Other research shows that a daily dose of fish oils could help keep Alzheimer’s disease at bay.

A team from St Bartholomew’s Hospital in London looked at the effect of omega 3 supplements on the number of glutamate receptors in the brains of aging rats. These are known to be essential to memory and alertness.

After 12 weeks, the researchers found that the concentration of glutamate receptors in the brains of rats who ate unsupplemented food had decreased. But the animals whose food had been enriched had as many as much younger rats, the journal Neurobiology of Aging reports.

The researchers believe the same could hold true for humans and say that omega 3 could hold promise as a treatment for Alzheimer’s disease.

Omega 6 promotes cancer cell growth in prostate

San Francisco: Omega-6 fatty acids, found in foods such as corn oil, resulted in the faster growth of human prostate tumors in cell culture , according to a study conducted at the San Francisco VA Medical Center.

The study which is published in January’s Cancer Research discovered that an omega-6 fatty acid known as arachidonic acid turns on a gene signaling pathway that leads directly to tumor growth.

Lead researcher Millie Hughes-Fulford, PhD, director of the Laboratory of Cell Growth at SFVAMC and professor of medicine at the University of California said it had been observed that the additin of omega 6 to the growth medium, the tumours grew twice as fast as those without it.

She said: “Investigating the reasons for this rapid growth, we discovered that the omega-6 was turning on a dozen inflammatory genes that are known to be important in cancer. We then asked what was turning on those genes, and found that omega-6 fatty acids actually turn on a signal pathway called PI3-kinase that is known to be a key player in cancer.”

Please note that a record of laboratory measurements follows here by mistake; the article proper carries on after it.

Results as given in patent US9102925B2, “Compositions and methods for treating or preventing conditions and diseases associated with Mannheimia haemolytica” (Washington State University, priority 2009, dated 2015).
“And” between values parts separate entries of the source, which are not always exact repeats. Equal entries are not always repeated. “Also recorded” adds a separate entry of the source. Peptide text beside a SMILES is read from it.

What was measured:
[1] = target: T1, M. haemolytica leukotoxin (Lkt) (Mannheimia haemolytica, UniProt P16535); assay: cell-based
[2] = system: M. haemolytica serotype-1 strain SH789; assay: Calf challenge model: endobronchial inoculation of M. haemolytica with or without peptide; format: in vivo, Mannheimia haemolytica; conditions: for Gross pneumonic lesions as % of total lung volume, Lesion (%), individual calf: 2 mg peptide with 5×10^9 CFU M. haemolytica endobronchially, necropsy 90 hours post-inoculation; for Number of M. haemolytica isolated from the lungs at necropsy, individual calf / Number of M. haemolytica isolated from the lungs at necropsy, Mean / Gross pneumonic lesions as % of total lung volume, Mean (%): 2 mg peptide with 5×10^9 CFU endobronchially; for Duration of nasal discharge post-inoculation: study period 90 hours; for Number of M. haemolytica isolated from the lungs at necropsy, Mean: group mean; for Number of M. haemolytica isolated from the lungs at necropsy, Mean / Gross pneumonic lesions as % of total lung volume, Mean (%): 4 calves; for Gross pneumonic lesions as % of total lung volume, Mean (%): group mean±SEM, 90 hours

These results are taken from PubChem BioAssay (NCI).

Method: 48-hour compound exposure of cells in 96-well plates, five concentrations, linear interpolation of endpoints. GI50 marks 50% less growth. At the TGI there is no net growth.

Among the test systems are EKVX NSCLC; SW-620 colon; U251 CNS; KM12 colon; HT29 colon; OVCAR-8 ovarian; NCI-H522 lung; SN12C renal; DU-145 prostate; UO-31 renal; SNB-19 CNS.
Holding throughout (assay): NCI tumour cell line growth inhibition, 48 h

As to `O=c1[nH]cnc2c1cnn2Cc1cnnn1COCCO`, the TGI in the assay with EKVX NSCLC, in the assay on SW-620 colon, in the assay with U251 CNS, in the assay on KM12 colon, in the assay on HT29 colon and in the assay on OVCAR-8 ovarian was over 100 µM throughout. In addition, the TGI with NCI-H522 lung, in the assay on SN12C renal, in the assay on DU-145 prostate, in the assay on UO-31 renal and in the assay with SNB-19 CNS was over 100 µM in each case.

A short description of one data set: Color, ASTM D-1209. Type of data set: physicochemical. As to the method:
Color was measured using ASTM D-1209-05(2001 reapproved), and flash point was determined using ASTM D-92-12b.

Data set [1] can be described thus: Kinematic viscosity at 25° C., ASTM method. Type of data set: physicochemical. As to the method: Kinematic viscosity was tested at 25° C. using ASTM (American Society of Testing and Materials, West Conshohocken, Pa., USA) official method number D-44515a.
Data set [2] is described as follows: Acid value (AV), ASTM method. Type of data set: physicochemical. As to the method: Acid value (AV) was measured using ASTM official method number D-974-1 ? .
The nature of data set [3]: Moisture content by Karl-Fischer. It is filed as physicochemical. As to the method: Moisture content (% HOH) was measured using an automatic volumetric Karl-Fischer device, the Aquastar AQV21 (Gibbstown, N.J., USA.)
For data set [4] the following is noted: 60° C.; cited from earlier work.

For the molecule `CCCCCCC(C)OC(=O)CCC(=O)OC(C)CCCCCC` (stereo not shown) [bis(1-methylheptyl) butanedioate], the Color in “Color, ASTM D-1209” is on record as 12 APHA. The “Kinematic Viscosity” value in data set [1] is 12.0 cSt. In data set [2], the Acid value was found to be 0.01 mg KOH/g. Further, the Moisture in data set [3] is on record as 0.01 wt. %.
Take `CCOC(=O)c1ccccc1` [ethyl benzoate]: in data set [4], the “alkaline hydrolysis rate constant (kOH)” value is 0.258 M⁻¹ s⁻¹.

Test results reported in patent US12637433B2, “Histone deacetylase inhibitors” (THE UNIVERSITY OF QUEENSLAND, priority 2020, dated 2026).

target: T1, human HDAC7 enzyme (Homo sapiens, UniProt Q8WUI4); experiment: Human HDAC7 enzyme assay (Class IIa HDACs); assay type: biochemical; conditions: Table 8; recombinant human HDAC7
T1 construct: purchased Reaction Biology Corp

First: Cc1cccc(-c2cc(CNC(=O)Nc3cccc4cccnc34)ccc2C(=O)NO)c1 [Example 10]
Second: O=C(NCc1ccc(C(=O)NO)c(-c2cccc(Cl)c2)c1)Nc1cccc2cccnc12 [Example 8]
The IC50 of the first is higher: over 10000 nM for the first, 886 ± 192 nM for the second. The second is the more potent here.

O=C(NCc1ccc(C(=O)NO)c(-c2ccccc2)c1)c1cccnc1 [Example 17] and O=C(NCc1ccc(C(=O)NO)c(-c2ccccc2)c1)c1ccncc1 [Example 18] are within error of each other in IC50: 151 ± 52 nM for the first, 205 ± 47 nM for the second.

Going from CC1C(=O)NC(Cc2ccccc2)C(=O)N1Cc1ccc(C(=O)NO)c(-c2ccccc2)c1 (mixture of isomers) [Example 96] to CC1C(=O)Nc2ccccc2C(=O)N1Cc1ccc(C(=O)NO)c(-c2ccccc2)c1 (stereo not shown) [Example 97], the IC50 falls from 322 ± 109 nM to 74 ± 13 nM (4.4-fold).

Hughes-Fulford says the results are significant because of the high level of omega-6 fatty acids in the modern American diet, mostly in the form of vegetable seed oils such as corn oil – over 25 times the level of beneficial omega-3 fatty acids, which are found in canola oil, fish, and green vegetables. She notes that over the last 60 years, the rate of prostate cancer in the U.S. has increased steadily along with intake of omega-6, suggesting a possible link between diet and prostate cancer.

The study results build on earlier work in which Fulford and her research team found that arachidonic acid stimulated the production of an enzyme known as cPLA-2, which in turn caused a chain of biochemical reactions that led to tumor growth. In the current paper, the researchers have “followed that biochemical cascade upstream to its source,” Hughes-Fulford says. “These fatty acids are initiating the signal pathway that begins the whole cascade.”

Hughes-Fulford and her fellow researchers also found that if they added a non-steroidal antiflammatory or a PI3K inhibitor to the growth media, interrupting the signal pathway, the genes did not get turned on and increased tumor cell growth did not take place.

Currently, Hughes-Fulford is conducting a study in which research animals are fed diets with different levels of omega-3 and omega-6 fatty acids, “to see how the tumors grow in animals.”

Hughes-Fulford says that her study results have directly influenced her own diet. “I’m not a physician, and do not tell people how to eat, but I can tell you what I do in my own home,” she says. “I use only canola oil and olive oil. We do not eat deep-fried foods.”

Prostate Cancer


This is the second most common male cancer and has a survival rate of 50%. It mostly affects men aged over 60 – half the sufferers are over 75. Risk factors include family history and a diet low in vegetables and high in animal fats. Treatment includes surgery or radiation. Hormone therapy may be used but side-effects include risk of impotence.